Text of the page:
Women in leadership: Maria Leonice Tupari, connecting indigenous women and defending their rights in Brazil
Date: Tuesday, March 16, 2021
One of the greatest impacts of the COVID-19 pandemic on indigenous communities in Brazil is on their culture, says Maria Leonice Tupari, 45, Coordinator of the Association of Indigenous Warriors of Rondônia (AGIR) NGO in Cacoal city, Brazil. Founded in 2015, AGIR represents the rights of 56 indigenous peoples in Rondônia state, promotes women’s empowerment, and calls out human rights violations.
“We have the habit of visiting each other, so we had to learn how to live in a different way,” says Tupari. “Many people didn’t understand what the coronavirus was at first, or why they needed to change community relations, and couldn’t have traditional celebrations or funerals.” Tupari has been working in the NGO sector since 2000 and has seen a steady rise of violence against indigenous women in the territories.
Through the European Union-funded project, ‘Connecting Women, Defending Rights’, UN Women held a series of consultations with partners and women human rights defenders between March and April 2020. The consultations paved the way for awarding small grants to strengthen the institutional capacities of women human rights defenders in advocating for rights and preventing violence against women during the COVID-19 pandemic. AGIR was among the seven organizations that received the grant; the call for applications for funding received 629 proposals.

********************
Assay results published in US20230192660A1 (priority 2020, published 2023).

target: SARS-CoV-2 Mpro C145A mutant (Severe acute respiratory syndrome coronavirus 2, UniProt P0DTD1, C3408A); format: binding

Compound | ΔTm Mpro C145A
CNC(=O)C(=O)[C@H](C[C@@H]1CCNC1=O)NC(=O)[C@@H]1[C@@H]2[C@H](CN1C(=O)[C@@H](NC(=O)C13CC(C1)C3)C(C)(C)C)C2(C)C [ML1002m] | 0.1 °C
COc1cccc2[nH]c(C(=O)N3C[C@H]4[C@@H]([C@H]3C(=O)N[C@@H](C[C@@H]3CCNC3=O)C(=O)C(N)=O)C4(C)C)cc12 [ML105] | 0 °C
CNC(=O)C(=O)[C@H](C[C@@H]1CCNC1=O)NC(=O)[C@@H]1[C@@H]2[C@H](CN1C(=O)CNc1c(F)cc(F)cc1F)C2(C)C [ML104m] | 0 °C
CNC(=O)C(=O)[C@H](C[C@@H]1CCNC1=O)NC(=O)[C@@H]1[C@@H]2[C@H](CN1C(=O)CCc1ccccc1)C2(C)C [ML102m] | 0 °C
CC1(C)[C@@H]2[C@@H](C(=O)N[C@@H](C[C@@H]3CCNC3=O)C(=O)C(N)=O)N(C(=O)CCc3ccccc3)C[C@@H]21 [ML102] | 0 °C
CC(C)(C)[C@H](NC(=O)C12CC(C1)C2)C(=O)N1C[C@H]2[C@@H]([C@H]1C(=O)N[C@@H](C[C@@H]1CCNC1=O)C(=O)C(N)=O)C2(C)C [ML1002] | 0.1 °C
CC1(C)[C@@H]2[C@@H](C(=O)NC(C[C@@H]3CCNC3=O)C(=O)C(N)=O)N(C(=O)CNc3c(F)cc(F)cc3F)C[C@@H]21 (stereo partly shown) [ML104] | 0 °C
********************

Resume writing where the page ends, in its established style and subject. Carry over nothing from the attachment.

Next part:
Tupari says the project has helped strengthen the communication capacity of indigenous women leaders across the state, their use of digital communication tools, and their understanding of the pandemic’s impact to enable them better adapt and counter misinformation about the virus and vaccine.
Part of the special installment Women in Leadership: Drivers of Transformative Change for Human Rights and Gender Equality.